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The Washington Post and Politico released stories this week that appeared to purposefully equate Republicans’ questioning of questionable elections with violent election-related threats, a tactic used to justify the expansion of the weaponized Department of Justice’s election meddling.

The Post’s Philip Bump wrote about the “ongoing violent threat of election denialism” in a piece published Tuesday, which began with four dramatic anecdotes about threats toward election workers. He pins the blame for these threats very clearly on the fact that “Trump and his allies energetically promote the idea either that fraud occurred or that it might have.”

Troubled people will take Trump’s concerns about election integrity “dangerously seriously,” Bump warned, as he suggested they would have no reason to act out over election results “except that there was a broad effort by Trump and his enablers to present such results as nebulous and suspicious.”

Similarly, in a piece all about “election-related threats,” Politico’s Josh Gerstein wedged in a comment about how a Trump-Biden “rematch could stir up emotions particularly among Americans who falsely believe the 2020 election was stolen.”

Both pieces were inspired by Attorney General Merrick Garland’s comments Monday discussing the DOJ’s Election Threats Task Force, which supposedly exists to tackle an alleged “increase in threats against election workers, officials, and volunteers that followed the 2020 election.”

[READ NEXT: Associated Press Admits New Indictments Are ‘Campaign’ To ‘Deter’ GOP From Questioning Elections]

The message is clear: we can’t have people asking questions about the vulnerabilities in our election administration, because somebody else might use it as an excuse to do something bad.

It’s the same ridiculous rationale the Biden DOJ is using in its lawfare against Trump over his speech on Jan. 6, by the way. The then-president gave a speech in which he alleged the 2020 election was “stolen” and addressed supporters who would “soon be marching over to the Capitol building to peacefully and patriotically make your voices heard.” Because some of those supporters made their way into the Capitol building while Congress was preparing to vote to certify the election, the DOJ has charged Trump with obstruction of an official proceeding.

The purpose of the First Amendment’s free speech clause is to prohibit the criminalization of such speech. Yet leftist agitators want to characterize speech they don’t like as violence itself — from the use of accurate pronouns to legitimate concerns about election administration.

There Are Legitimate Concerns to Be Had Over 2020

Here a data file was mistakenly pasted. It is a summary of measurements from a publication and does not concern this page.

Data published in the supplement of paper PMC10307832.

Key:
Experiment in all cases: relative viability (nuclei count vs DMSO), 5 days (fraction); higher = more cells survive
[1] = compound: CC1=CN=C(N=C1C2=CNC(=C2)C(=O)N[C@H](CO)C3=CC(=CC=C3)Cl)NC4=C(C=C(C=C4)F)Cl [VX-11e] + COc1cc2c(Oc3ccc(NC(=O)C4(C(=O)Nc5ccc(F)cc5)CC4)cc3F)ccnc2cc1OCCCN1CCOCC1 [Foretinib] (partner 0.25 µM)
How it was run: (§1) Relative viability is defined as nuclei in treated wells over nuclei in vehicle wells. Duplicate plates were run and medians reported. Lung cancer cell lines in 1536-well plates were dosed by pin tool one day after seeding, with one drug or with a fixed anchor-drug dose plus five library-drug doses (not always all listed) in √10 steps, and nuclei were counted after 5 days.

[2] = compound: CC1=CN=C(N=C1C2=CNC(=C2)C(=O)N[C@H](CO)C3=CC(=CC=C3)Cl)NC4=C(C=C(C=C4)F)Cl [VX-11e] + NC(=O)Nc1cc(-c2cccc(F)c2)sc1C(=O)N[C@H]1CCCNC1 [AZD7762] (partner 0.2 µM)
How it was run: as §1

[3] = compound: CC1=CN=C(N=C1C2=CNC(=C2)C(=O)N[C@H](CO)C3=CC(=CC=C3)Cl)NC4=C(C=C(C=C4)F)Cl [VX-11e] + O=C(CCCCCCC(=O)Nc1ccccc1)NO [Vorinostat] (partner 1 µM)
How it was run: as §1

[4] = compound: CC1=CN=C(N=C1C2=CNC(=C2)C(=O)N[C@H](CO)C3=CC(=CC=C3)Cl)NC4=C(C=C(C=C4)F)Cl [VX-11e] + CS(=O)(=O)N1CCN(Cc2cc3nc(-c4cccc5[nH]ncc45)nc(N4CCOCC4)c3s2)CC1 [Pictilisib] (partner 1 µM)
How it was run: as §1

Bump insists that those who questioned the results of the 2020 election have not “identified a mechanism by which” the alleged fraud “could have happened in a a practical sense.”

First of all, it doesn’t matter from a First Amendment perspective if allegations of election fraud are true or not — speech doesn’t have to be factually provable to be protected. But second, there were plentiful instances of shady election administration in 2020.

There were ballot issues, such as in Fulton County, Georgia. Just last week, the State Election Board acknowledged that Fulton County scanned more than 3,000 ballots twice during its recount of the 2020 presidential election, and mandated oversight of the county’s future elections by an independent monitor. Board member Janice Johnston also said during the hearing that there are 380,761 ballot images from the 2020 Election Day machine count that are unavailable. The findings came four years after two Republican members of the Fulton County Elections Board did not vote to certify the results due to concerns about how the county was conducting its election.

Another irregularity in the 2020 election was the illegal expansion of ballot drop boxes in places like Wisconsin. Wisconsin’s Supreme Court ruled in 2022 that unelected officials did not have the authority to usurp the state legislature and unilaterally change election laws as the Wisconsin Elections Commission did in 2020. The Wisconsin Elections Commission issued guidance expanding ballot drop boxes, contrary to state law that stipulated absentee ballots “shall be mailed by the elector, or delivered in person, to the municipal clerk.”

Leftist election meddler Marc Elias brought a challenge to the ruling recently after Democrats narrowly flipped the balance of the bench last year.

Then there’s Pennsylvania, where the courts ruled this year that unelected bureaucrats were wrong to accept thousands of incorrectly dated or undated mail ballots.

Or take Arizona, where the number of people who voted via federal ballot — the ballot provided to voters who can’t provide proof of citizenship — was greater than Biden’s margin of victory.

Arizona requires documentary proof of citizenship to register to vote in state elections. A 2018 consent decree forced the state to register voters as “federal only” voters if they failed to prove their citizenship while applying via state registration.

During the 2018 midterm roughly 1,700 people in Arizona — a border state grappling with mass illegal immigration — voted via a federal-only ballot. That number ballooned to 11,600 in 2020, according to AZ Free News. Biden won the state by 10,457 votes.

Brianna Lyman is an elections correspondent at The Federalist.